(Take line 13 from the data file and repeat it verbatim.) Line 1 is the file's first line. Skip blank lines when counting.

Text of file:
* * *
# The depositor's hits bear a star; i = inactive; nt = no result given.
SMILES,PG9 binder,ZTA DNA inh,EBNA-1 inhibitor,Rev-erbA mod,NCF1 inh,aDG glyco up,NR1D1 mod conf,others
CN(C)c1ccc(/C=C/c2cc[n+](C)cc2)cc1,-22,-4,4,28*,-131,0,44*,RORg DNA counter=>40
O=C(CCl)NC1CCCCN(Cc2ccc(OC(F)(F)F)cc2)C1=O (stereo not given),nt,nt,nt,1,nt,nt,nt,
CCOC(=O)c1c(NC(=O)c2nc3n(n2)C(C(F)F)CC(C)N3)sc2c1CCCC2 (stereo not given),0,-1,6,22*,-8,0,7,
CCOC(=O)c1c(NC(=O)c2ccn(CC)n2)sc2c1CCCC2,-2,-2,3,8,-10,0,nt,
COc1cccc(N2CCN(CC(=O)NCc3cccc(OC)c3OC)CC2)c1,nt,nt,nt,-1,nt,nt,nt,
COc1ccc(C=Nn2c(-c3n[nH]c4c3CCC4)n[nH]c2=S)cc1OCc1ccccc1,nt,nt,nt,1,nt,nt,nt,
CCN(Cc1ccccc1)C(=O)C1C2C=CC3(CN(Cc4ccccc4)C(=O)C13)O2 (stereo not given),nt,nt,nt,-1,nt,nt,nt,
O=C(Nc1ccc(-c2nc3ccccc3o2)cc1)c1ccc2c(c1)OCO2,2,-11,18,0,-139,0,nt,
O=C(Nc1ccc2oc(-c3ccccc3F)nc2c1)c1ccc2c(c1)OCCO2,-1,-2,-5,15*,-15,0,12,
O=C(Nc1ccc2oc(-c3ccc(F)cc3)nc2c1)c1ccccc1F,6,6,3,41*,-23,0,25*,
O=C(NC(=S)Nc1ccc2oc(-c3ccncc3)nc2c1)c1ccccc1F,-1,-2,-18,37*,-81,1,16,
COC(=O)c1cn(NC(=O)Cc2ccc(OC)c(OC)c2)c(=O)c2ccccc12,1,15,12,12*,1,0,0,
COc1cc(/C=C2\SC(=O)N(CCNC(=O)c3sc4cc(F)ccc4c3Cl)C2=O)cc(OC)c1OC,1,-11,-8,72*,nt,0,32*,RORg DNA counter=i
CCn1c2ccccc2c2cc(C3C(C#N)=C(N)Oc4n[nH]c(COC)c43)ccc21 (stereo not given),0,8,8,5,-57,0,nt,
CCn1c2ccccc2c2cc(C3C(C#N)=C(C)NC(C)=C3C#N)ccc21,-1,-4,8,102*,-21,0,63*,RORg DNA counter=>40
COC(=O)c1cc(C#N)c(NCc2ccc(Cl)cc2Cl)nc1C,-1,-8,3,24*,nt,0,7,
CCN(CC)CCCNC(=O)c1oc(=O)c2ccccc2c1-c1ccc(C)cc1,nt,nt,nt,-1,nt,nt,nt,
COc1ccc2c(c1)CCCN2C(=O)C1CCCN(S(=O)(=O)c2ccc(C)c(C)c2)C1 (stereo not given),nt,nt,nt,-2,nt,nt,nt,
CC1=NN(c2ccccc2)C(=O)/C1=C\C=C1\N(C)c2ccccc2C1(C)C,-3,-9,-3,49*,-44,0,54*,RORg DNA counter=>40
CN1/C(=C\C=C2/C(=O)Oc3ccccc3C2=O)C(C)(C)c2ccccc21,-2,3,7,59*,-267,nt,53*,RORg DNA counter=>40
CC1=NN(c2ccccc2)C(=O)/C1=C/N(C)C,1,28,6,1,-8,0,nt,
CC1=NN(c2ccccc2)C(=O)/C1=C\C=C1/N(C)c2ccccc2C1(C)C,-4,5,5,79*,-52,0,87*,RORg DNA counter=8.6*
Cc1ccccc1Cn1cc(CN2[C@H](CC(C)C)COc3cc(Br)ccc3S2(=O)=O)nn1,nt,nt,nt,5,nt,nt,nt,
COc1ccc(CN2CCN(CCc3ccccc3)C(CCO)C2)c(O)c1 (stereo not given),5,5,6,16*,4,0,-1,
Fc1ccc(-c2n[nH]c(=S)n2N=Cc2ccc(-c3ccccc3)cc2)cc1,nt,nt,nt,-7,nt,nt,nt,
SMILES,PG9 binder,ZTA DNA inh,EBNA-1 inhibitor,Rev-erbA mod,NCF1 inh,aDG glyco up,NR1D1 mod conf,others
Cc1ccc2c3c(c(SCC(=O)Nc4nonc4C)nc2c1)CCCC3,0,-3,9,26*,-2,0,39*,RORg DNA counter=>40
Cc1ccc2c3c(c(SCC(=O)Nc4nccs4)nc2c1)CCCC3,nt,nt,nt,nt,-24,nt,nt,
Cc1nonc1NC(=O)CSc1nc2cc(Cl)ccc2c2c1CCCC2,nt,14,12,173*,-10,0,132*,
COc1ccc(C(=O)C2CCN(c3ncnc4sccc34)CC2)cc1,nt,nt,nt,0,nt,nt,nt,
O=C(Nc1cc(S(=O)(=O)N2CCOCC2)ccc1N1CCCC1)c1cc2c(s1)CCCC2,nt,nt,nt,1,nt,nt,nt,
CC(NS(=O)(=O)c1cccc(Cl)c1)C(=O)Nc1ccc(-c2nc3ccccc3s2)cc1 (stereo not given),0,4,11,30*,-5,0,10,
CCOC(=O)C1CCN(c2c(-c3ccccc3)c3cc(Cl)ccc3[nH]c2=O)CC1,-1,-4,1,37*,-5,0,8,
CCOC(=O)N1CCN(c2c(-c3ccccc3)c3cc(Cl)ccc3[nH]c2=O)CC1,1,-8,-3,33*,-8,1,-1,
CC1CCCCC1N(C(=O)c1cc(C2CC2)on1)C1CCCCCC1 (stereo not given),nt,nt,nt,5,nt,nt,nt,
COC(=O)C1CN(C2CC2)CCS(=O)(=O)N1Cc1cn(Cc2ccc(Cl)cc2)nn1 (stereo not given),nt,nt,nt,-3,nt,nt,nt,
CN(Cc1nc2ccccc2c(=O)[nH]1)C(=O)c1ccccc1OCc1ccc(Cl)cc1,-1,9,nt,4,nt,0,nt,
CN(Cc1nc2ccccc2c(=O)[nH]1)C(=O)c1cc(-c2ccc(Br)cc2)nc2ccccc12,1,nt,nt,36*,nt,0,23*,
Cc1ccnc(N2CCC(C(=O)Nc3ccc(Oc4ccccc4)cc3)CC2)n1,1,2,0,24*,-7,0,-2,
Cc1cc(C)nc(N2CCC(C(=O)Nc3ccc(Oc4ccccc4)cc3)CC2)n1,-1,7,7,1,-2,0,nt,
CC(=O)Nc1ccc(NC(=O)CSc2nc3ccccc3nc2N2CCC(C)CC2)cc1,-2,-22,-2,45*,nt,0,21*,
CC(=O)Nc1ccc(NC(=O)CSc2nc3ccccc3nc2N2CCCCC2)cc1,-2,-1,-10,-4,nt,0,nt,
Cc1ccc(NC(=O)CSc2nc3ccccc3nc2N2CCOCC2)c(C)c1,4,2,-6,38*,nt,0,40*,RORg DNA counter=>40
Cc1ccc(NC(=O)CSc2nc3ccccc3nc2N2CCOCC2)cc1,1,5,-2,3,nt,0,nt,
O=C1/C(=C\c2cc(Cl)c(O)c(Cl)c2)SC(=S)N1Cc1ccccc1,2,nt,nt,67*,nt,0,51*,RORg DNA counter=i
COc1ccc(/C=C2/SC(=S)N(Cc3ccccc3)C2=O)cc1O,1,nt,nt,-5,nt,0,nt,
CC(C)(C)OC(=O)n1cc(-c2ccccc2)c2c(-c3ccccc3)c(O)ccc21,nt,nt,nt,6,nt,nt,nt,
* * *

O=C(NC(=S)Nc1ccc2oc(-c3ccncc3)nc2c1)c1ccccc1F,-1,-2,-18,37*,-81,1,16,